Panic, Ginsberg, The Velvets & Exile : Daniel Hutchens talks about Bloodkin’s One Long Hustle
I think one of the first of your songs Widespread covered that I was aware of was “Can’t Get High”. There’s a home-recorded version of that on the first disc in the box set from 1988, along with “Privilege”. You were how old at that point?
Those home recordings on the first disc were from late ’87 into ’88. They were pretty new songs at that point … I would’ve been in my early twenties. 22 or 23.
Most 22- or 23-year-olds don’t write like that.
Well … (laughs) … that was after we moved to Athens from West Virginia. For years before that, I’d been interested in writing. There are a few songs that we still play that come from back in West Virginia, you know. But back in those days, if you’d gone out to see some live music, you were going to see cover bands – and that’s it, man. (laughs) Anything else just didn’t exist at that time – or not much, anyway.
But when we got to Athens, there were all these bands and musicians … and being that age, I was just ready for it. To come to Athens and see Widespread Panic or Vic Chestnutt or catch REM doing some unannounced show … there were all these people, including all the ones who never got any acclaim, but who were really great, too, you know?
There were a couple years when we first got to Athens that I couldn’t keep up with myself – I started writing a lot. It was a result of being in a really creative community and interacting with friends who did it, too … it was what I was looking for before we got here. I felt like I was home.
It sounds like it. Let’s talk about the period in the early ’90s when you played with the Velvet Underground’s Mo Tucker and Sterling Morrison. Now let me get this straight – you played bass with them, correct?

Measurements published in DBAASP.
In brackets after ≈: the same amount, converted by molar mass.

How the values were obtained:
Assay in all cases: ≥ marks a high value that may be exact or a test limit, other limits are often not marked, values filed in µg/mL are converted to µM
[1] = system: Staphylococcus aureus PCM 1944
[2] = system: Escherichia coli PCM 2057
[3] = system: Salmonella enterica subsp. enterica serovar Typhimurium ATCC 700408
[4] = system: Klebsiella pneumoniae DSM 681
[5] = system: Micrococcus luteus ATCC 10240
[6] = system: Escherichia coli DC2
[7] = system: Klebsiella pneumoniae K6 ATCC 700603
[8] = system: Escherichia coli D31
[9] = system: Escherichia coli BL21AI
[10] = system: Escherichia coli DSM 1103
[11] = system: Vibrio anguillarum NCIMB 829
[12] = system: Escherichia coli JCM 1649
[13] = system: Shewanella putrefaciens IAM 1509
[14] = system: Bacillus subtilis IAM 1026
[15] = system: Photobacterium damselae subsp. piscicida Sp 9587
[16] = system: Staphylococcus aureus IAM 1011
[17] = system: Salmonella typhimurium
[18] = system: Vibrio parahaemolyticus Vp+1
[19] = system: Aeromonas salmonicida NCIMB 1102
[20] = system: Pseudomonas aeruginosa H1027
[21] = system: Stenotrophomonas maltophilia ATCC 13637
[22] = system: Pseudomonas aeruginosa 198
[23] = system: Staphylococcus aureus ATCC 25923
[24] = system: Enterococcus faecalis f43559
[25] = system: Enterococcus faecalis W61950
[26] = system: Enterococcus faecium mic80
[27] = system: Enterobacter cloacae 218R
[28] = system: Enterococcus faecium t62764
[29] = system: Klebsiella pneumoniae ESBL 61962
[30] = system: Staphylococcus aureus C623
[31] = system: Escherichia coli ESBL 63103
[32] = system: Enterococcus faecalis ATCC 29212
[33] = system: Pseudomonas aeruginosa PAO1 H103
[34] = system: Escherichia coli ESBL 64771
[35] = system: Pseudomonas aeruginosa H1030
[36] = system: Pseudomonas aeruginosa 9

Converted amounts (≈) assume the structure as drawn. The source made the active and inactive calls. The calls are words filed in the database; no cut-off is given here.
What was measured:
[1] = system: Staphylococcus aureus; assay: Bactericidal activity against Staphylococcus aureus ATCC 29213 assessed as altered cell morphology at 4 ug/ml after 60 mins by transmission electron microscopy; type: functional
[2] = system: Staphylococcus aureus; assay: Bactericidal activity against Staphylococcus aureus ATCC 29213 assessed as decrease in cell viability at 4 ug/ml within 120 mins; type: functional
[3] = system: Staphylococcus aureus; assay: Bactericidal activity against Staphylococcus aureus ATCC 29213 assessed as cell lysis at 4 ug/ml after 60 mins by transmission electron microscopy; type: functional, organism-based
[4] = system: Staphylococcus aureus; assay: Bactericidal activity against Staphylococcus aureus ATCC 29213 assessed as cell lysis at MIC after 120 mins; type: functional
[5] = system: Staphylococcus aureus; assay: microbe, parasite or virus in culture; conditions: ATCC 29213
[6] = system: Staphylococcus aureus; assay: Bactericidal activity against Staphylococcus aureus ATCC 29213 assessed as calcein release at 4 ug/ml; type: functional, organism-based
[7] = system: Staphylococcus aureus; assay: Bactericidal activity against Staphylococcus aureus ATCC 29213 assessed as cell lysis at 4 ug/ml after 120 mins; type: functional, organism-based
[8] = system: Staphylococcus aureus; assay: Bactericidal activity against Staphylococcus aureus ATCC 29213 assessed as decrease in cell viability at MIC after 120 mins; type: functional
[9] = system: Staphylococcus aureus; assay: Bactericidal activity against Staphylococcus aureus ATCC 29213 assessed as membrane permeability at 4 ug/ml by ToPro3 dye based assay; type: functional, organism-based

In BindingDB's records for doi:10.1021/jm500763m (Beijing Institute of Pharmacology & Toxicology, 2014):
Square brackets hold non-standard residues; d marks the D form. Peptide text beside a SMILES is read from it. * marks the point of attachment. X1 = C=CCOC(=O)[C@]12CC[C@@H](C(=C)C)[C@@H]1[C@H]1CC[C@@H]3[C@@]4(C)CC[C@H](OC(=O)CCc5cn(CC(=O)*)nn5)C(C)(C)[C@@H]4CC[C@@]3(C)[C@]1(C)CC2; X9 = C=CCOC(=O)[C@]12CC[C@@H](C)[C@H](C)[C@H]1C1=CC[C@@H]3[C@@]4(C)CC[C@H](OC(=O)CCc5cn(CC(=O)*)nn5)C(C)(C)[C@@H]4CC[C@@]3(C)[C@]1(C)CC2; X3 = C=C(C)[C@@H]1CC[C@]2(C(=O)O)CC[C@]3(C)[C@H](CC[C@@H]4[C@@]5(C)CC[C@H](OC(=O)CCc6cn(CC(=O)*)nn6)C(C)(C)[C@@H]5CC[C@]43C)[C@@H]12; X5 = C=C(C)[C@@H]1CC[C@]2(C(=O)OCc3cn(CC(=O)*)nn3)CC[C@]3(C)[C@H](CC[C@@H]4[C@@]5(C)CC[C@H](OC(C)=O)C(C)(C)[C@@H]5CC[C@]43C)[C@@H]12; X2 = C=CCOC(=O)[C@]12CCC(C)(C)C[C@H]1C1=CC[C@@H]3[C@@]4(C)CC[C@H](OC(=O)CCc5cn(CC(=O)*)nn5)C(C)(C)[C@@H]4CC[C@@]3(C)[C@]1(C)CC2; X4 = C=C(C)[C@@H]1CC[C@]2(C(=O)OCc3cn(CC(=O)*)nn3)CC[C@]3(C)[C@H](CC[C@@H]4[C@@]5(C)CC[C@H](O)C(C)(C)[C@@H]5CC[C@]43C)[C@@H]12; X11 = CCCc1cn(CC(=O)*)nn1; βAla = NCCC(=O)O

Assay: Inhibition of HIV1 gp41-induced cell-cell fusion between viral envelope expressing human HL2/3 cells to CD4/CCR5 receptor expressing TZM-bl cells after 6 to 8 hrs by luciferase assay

Yet I’m looking through 25 years of songs and credits in this box set and I don’t see you playing bass anywhere else … so I’m thinking you strapped on a bass just so you could play with those people.
Pretty much. (laughter) When I met Mo, I started out playing guitar. She was auditioning people to play in a band for one show in New York and her daughter – who was going to the University of Georgia – recommended me. And just for that show, I played guitar.
Mo and I hit it off; from the first day, I just loved her. I considered her a great teacher to me and a friend. When I met her, she’d been working at Wal-Mart for years.
Oh, man …
Yeah – she had, like, six kids and wasn’t financially set up, by any means. Later on, in ’93, they ended up doing this Velvet Underground reunion tour in Europe and they all made a lot of money. It was like they were heroes over there. So then she could buy a house and put her kids through school … I mean, she made a small fortune. But when I first met her, that wasn’t the case. She was just putting together the idea of doing music full-time again and getting a band together.
And Sterling Morrison wasn’t part of that first band, then?
That’s the thing: I was playing guitar at first, but then she called up Sterling and I was like, “Well …” (laughs) “I’ll just switch over to bass ‘cause you don’t need me on guitar with Sterling around.” That’s how it happened.
I knew it. (laughter)
The thing about playing with Mo was – especially with some one like me coming in from the outside – she was very specific about what she wanted. Like, if someone was playing bass, she wanted them to play, “Doomp-doomp … doooo … doomp-doomp.” Real basic.
And she didn’t find anyone who would do that – they all wanted to play and jam … and she hated that shit! (laughter) They’d be throwing in a lick and she’d roll her eyes … she hated it. And I wasn’t a good-enough bass player to even be able to do that – so that’s why it worked out, you know? (laughter)
If you were going to point someone towards music in the box set from that period …
I was playing with Mo right before we put out the first officially-released Bloodkin CD [1994’s Good Luck Charm ]. There’s stuff on the latter half of disc 4 in the box set that I wrote while I was on tour with Mo and Sterling over in Europe – at night in a hotel room or something. I don’t know as there’s anything on the box that’s tied directly to her and Sterling musically … I just considered them great examples of how it was.
Mo’s whole thing was playing music the way she wanted to do it – and she really had a lot of contempt for all the bullshit of the music business. Just watching how she dealt with it – if it wasn’t on her terms she wouldn’t do it – was kind of heroic to me.